Christmas dinner is different for every family, for us it is all about the food. Each year we gather close friends and family to celebrate each other over a delicious feast and great wine. Our pièce de resistance this year was a beautiful goose. Oie to the French, Oca to the Italians and Ganzo to the Spanish, this bird is lesser known in cooking circles and often overlooked for the smaller and more popular duck.
The key to cooking a good goose is letting loose the fat through an elaborate drip system. If you are willing to put in some time, the best way to do this is to first dip the uncooked goose in boiling water until it gets ‘goose bumps’ then prick the skin and let the fat drip out for 24-48 hrs.
After letting loose the juice for an extended period of time we filled the cavity with apples, sage, thyme, persimmons, and onions. We then placed the bird in the oven at 450 for about 30 minutes then reduced the heat to 350 and cooked it for about 1.5 hrs. The goose was basted every 20 minutes with the stock and the skin left to crisp at the end.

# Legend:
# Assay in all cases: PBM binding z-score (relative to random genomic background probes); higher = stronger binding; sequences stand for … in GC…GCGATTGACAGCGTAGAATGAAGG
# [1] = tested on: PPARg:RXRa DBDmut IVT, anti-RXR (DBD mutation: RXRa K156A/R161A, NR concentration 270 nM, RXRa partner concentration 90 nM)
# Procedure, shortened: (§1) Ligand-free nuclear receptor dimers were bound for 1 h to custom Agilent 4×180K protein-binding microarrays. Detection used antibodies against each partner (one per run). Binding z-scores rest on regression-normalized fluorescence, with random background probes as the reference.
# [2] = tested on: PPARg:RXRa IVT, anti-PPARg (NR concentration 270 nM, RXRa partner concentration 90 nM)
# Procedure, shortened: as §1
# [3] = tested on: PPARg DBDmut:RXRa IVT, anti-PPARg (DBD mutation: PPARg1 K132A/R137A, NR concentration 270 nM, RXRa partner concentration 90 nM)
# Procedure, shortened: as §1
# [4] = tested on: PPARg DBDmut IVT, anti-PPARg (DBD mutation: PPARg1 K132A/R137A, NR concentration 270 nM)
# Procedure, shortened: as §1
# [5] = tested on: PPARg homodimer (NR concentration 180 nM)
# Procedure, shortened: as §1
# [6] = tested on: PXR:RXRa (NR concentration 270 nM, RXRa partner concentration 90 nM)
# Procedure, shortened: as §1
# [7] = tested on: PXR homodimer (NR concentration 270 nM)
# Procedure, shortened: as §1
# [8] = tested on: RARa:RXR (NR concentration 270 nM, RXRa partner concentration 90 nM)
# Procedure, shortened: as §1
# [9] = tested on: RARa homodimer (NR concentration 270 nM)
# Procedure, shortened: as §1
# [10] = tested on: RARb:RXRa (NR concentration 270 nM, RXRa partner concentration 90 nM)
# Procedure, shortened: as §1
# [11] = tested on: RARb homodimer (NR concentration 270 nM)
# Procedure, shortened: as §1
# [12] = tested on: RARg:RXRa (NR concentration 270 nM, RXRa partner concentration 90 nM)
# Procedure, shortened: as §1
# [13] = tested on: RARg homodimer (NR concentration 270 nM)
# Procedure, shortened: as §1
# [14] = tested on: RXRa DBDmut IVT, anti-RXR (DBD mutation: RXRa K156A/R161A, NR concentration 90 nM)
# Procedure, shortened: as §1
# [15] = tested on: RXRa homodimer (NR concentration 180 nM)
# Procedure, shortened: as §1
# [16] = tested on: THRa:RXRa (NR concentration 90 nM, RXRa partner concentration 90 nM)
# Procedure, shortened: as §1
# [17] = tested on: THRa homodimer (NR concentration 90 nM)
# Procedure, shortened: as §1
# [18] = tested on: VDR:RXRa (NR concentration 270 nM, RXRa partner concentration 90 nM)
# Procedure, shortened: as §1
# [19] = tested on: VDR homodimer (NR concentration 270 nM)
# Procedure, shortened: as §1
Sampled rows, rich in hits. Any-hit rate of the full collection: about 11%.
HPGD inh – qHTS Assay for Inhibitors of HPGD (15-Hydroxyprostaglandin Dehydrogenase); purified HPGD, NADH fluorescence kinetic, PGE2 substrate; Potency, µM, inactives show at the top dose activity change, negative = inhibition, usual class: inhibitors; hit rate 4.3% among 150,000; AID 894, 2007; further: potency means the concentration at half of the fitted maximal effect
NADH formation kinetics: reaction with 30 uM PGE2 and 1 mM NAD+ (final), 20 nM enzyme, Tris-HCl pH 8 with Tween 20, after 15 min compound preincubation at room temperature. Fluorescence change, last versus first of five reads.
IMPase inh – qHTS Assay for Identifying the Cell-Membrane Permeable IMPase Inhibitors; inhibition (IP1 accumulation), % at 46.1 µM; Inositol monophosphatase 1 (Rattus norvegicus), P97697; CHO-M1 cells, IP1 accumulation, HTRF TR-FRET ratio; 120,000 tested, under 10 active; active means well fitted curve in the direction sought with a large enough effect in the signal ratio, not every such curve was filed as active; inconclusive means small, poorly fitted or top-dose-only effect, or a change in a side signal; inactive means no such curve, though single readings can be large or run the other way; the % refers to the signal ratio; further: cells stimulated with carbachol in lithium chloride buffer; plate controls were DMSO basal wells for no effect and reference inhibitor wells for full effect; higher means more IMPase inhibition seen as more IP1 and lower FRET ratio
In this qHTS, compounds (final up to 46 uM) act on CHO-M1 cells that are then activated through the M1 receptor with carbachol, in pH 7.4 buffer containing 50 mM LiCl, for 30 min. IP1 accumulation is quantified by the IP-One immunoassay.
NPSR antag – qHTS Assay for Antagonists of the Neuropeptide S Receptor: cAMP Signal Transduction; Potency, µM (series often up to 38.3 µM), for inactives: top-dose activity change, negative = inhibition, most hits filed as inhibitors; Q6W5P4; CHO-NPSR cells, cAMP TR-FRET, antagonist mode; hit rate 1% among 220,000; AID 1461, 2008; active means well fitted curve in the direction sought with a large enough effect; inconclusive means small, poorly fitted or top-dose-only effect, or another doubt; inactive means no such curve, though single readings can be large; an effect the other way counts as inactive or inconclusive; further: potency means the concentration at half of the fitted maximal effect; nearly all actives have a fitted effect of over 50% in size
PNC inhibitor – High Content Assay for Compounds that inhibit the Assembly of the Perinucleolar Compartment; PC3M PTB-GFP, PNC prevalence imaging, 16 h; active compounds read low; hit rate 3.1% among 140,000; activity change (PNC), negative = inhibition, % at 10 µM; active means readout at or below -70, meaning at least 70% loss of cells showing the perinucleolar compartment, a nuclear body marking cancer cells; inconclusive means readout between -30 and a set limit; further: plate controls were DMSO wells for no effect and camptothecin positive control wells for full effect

After letting the bird sit for a bit, we removed the fat, then created a sauce using the drippings, some Madeira, and a bit of flour. An experienced bird carver is key…
The meal was kicked off with a first course of a delicious Tarte Pissaladière, a French onion tart topped with anchovies, popular in Provence.
The goose was then served paired with carrots and broccolli, an apple and sausage chutney, and roasted potatoes with rosemary and olive oil. Compliments to our mother, the head chef.
A special occasion called for a special bottle, so we cracked open our last Magnum of 2008 Sangiovese and toasted to good friends, family, and an idle end to 2013.